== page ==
Asia Defense

Australia to Acquire Hypersonic Weapons Capability in Collaboration with US

Recent Features

Asia Defense | Security | Oceania

Australia to Acquire Hypersonic Weapons Capability in Collaboration with US

The newly announced SCIFiRE project builds on 15 years of joint Australia-U.S. fundamental research on hypersonics.

Australia to Acquire Hypersonic Weapons Capability in Collaboration with US

A common hypersonic glide body (C-HGB) launches from Pacific Missile Range Facility, Kauai, Hawaii, at approximately 10:30 p.m. local time, March 19, 2020, during a Department of Defense flight experiment.

Credit: Flickr/U.S. Indo-Pacific Command

Australia will team up with the United States to develop air-launched hypersonic missiles, the Australian Defense Minister Linda Reynolds announced on December 1. CNN quotes a statement from Reynolds as saying: “We will continue to invest in advanced capabilities to give the Australian Defence Force more options to deter aggression against Australia’s interests.”

Following a Defense Strategic Update earlier this year — whose commitment to the development of offensive strike capabilities was described by some analysts as a “paradigm shift” – Australia had committed to acquiring new platforms as well as supporting munitions. As the accompanying Force Structure Plan noted, Australia was committed to “the procurement and introduction of the F-35A Lightning II Joint Strike Fighter aircraft, support of the F/A-18F Super Hornet strike aircraft and acquiring enhanced air-launched munitions.” Media reports note that the under-development hypersonic missiles could be launched from both platforms.

The Australia-United States collaboration on hypersonic missiles falls under the Pentagon’s Southern Cross Integrated Flight Research Experiment (SCIFiRE). SCIFiRE is an Allied Prototyping Initiative of the Directorate for Advanced Capabilities within the Office of the Under Secretary of Defense for Research and Engineering, a Pentagon statement on November 30 announcing the partnership noted. It further added that SCIFiRE builds on the $54 million Hypersonic International Flight Research Experimentation (HIFiRE) program under which both countries have collaborated over the past 15 years.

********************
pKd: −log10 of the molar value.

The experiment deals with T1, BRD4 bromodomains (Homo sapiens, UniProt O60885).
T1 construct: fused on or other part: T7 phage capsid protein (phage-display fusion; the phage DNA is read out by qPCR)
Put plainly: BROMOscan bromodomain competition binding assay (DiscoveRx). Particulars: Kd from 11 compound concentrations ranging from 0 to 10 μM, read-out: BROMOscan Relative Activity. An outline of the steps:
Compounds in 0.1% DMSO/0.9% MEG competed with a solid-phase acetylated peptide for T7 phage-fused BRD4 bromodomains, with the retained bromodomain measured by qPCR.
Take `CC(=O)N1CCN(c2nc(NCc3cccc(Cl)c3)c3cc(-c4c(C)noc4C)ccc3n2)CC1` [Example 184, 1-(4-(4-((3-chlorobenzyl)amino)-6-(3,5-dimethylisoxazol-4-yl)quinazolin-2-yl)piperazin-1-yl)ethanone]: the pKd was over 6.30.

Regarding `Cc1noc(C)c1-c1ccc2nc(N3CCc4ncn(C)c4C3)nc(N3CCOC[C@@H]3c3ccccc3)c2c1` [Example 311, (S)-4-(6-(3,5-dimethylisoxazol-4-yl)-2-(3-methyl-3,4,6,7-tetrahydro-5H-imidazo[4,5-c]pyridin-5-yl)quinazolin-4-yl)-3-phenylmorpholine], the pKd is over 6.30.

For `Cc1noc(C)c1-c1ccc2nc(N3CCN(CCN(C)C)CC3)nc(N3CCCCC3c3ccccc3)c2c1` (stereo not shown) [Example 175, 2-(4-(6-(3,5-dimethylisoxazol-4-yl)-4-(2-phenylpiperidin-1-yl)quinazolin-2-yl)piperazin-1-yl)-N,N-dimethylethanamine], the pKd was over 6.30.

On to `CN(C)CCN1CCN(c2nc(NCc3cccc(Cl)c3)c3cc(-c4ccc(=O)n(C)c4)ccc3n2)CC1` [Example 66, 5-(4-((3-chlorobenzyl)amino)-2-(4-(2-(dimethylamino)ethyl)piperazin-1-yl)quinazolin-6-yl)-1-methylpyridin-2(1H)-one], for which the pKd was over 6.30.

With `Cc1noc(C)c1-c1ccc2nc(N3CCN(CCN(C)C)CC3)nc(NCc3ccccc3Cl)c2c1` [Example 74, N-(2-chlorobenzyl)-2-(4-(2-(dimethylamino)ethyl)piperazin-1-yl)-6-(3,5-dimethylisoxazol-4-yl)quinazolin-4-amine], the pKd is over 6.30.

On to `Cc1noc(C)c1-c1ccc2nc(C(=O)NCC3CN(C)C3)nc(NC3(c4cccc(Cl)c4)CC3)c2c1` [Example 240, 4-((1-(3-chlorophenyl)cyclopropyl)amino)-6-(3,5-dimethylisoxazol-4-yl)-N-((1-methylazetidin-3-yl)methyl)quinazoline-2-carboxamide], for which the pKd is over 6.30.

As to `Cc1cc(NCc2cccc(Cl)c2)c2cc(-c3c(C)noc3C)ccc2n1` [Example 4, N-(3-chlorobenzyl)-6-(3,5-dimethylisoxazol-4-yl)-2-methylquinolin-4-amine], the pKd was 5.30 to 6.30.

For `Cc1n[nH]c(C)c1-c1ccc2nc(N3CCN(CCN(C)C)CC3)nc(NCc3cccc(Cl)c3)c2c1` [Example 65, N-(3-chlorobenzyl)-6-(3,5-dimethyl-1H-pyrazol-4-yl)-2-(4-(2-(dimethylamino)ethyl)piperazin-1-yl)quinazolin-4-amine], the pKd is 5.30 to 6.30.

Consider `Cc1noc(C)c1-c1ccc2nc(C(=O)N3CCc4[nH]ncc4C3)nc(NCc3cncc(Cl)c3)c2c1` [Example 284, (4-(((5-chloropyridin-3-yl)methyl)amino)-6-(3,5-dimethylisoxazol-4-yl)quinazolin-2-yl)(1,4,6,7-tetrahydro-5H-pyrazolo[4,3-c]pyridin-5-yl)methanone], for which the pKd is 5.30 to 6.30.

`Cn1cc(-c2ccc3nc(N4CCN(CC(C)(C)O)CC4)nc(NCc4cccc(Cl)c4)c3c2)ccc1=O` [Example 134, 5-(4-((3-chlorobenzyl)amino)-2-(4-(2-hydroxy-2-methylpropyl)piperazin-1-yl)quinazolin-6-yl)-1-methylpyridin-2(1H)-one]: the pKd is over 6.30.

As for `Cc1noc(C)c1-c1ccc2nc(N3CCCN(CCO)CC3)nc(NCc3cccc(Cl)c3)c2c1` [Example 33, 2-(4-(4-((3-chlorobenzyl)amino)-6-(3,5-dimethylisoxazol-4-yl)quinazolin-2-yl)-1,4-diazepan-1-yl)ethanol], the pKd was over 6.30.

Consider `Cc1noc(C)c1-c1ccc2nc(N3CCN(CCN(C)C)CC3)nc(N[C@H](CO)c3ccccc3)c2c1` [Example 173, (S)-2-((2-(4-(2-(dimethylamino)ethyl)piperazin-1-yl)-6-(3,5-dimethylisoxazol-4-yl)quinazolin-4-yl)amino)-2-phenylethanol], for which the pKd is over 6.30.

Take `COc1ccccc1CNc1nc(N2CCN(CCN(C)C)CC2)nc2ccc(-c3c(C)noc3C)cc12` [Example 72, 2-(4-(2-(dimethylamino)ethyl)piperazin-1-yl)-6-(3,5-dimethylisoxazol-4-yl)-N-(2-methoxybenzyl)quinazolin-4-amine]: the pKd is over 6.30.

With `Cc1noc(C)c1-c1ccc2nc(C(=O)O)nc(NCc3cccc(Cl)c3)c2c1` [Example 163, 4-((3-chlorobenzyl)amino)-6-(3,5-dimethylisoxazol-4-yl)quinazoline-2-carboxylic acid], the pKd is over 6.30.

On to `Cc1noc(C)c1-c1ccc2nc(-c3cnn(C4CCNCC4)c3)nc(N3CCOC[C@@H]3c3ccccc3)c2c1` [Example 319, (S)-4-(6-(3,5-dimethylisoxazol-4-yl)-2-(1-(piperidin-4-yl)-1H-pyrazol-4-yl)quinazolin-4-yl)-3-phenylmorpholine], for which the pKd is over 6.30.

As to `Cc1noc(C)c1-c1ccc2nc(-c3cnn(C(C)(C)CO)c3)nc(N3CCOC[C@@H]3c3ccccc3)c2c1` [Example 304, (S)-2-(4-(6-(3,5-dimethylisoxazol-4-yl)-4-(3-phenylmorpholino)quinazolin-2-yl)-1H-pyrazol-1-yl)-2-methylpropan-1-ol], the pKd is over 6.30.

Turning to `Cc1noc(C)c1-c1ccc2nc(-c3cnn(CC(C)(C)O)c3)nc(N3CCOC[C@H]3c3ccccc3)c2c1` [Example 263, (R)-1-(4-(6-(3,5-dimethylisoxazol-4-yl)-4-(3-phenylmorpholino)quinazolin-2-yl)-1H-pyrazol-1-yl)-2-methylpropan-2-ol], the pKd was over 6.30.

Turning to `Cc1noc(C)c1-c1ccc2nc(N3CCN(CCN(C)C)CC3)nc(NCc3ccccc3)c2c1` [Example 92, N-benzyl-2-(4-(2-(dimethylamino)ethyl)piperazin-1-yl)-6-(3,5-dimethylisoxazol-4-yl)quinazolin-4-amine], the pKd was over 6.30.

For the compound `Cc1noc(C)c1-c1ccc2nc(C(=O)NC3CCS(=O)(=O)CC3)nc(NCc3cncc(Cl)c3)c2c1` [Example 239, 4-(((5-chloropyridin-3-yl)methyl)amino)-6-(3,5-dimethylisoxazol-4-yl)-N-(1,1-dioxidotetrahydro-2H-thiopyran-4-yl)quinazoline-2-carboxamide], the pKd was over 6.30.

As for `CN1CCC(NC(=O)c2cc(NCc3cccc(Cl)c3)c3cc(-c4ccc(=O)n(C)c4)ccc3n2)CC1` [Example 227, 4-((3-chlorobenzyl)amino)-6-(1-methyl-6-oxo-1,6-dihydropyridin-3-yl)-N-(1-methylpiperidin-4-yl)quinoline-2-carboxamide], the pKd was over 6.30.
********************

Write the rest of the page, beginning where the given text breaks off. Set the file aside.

According to the Australian Defense Department, the HIFiRE program, focusing on fundamental research, had already accomplished significant goals in hypersonics, including design, assembly and pre-flight testing of hypersonic vehicles, as well as design of associated avionics systems.

“The SCIFiRE effort aims to cooperatively advance air-breathing hypersonic technologies into full-size prototypes that are affordable and provide a flexible, long range capability, culminating in flight demonstrations in operationally relevant conditions,” the Pentagon statement noted.

An Australian Financial Review piece on the news states that local Australian companies, including small and medium enterprises, will contribute to the development of the air-launched hypersonic missiles which is expected to take between five and 10 years.

The United States has enthusiastically pursued hypersonic research, with the Pentagon’s Financial Year 2021 budget request for it standing at $3.2 billion. While the U.S has sought hypersonic weapons as part of its conventional global prompt strike capabilities since the early 2000s, its more recent focus has been on “hypersonic glide vehicles  and hypersonic cruise missiles with shorter and intermediate ranges for use in regional conflicts,” a Congressional Research Service report notes.

The U.S. Army and Navy tested a hypersonic glide body prototype for the first time in 2017. In March this year, another test flight for design validation of the Common Hypersonic Glide Body followed, with three more tests scheduled for next year. The U.S. military seeks to field hypersonic missile batteries by 2023.